At Sadelle’s, an Engineer Makes the Bagels


When a major player in the bagel world gets into the game, New Yorkers take notice. And when Major Food Group — the guys behind Carbone, Parm, and Dirty French — open Sadelle’s, a bakery-turned-brasserie featuring egg sandwiches, caviar, and house-made bagels on the menu, you’d better believe the head of their pastry and bread program works with the precision of a chemical engineer.

Which is where pastry chef Melissa Weller comes in.

As a kid, the world of cooking wasn’t particularly compelling to Weller. She was born and raised in Pennsylvania, and while she craved food with a cultural backstory, her future seemed to be focused on a place far from the kitchen.

“I was a very good student in school, and particularly good at chemistry,” Weller tells the Voice, “so I think my parents just expected me to do something like medicine or engineering.” She got her degree in chemical engineering and started work as an engineer in her twenties, but she hit a wall early on: “I struggled because I wanted to find meaning in what I did. In the mid-Nineties there was a revival of this book — What Color Is Your Parachute? — that got me to thinking I should be doing something I enjoy.”

The idea of feeding people offered the cultural connection she craved, she realized, and that spark begged exploration.

After getting a degree from the French Culinary Institute in New York, Weller found work at Babbo under the late Gina DePalma, working largely with classic Italian pastry: “I poured myself into everything I did. It felt so rewarding to work that hard.” Yes, the long weekends and strings of no days off were hard — “I sometimes regret it, but it’s all worth it,” Weller says today. And that dedication led to her moving up rather quickly. As the head baker at Per Se, her days were filled with the high demands of devising modern-American desserts, and so to break up some tension she started to play with bagel making at home for fun.

“I’m a very methodical person,” she says, “and you need to be very methodical both when you’re an engineer and when you’re making pastries and bread. You need to understand science to understand fermentation.”

She enjoyed making bagels so much that she began doing so for staff meals at Per Se, using sourdough starter to lend a little more chew and tang. Then she started making them at Roberta’s on weekends while the head bread baker there. Finally, in 2013, Weller started East River Bread and began selling bagels and homemade cultured cream cheese at Smorgasburg in Brooklyn.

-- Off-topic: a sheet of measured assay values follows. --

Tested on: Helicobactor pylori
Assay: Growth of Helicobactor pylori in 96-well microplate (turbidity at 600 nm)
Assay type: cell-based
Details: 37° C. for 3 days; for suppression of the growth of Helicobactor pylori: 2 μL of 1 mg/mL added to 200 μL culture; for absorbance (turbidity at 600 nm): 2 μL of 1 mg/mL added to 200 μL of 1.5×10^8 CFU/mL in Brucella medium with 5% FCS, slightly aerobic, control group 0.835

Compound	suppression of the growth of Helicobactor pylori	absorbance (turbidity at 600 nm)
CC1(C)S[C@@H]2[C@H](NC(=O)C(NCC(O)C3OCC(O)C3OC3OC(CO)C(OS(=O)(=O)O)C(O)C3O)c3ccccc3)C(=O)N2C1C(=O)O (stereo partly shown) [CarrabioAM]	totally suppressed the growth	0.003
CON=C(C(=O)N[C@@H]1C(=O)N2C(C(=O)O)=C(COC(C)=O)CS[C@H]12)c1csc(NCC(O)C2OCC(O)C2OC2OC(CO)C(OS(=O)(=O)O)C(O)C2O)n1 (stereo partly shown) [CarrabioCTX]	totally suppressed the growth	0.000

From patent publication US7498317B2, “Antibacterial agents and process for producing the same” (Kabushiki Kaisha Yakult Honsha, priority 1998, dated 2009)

She knew it was only a stepping-stone to get her back in a larger kitchen, but she relished the hands-on time. “I had to say, ‘OK, I’m by myself now.’ It was fun, because anyone in a managerial position always wants to be on the line in the first place — it’s why you’re in the profession. Everywhere else I’d been behind the scenes, so it was a nice time because I sold the bagels and directly got the feedback. Well, it was both good and bad, because it was really intense: Someone would liken them to bagels I don’t like, or tell me the crust was too dark and it made the bagels too chewy. It made me really conscientious about being too sensitive, but it’s probably also where the obsession to get the right texture of the bagels came from.”

Weller continued to put those chemical engineering skills to work, varying ingredients, fermentation, ovens, time, and temperature until her relatively small, slightly sour plain bagels, a somewhat radical take on the everything (the onions are cooked and folded inside, then topped with sesame, caraway, poppy, fennel seeds, and salt), got eaters to take serious notice.

Which is where the Major Food guys found her.

Now dubbed “the bagel whisperer,” Weller is a managing partner in Sadelle’s, known not only for her bagels but for chocolate babkas, her cheesy blintzes, oatmeal cookies (that take four days to make), and a rotating variety of old-school Jewish pastries like bear claws and danishes. She went from making a few hundred bagels a week by herself to now making 2,000 of them on a weekend day alone, along with 200 sticky buns and 25 loaves of babka.

And that, of course, presented a few new challenges. “When it’s just me making something, I can make it perfectly and it’s gorgeous,” she says. “But when you have a staff, you have to constantly work on training them and having them make it in the way you want it to be made. That’s very hard to do.” When they first opened Sadelle’s, they baked mostly with an overnight team, and it was “very challenging from a quality control point of view.” They switched to baking most things fresh every morning in their Brooklyn commissary kitchen — but kept those bagels baking out every twenty minutes on site at Sadelle’s. “It’s an ongoing challenge…it’s hard. You find what works best for you, to continually train and hire your staff,” she says.

For now, Weller will focus on expanding her bagel production to supply Major Food Group restaurants on a wholesale basis and, of course, perfecting new recipes with the same precision as her bagels. She’s particularly excited about laminated yeasted dough: “It’s challenging to work with and it’s the most fun to eat. You have to ferment the dough properly and get the butter and dough at the right temperature at the right time. That’s always a challenge.”

The challenges may not have stakes as high as those in medicine or engineering, per se. Yet while Weller jokes that her parents “didn’t understand, and still don’t understand, me going into pastry,” it’s a challenge she’s still satisfied to accept.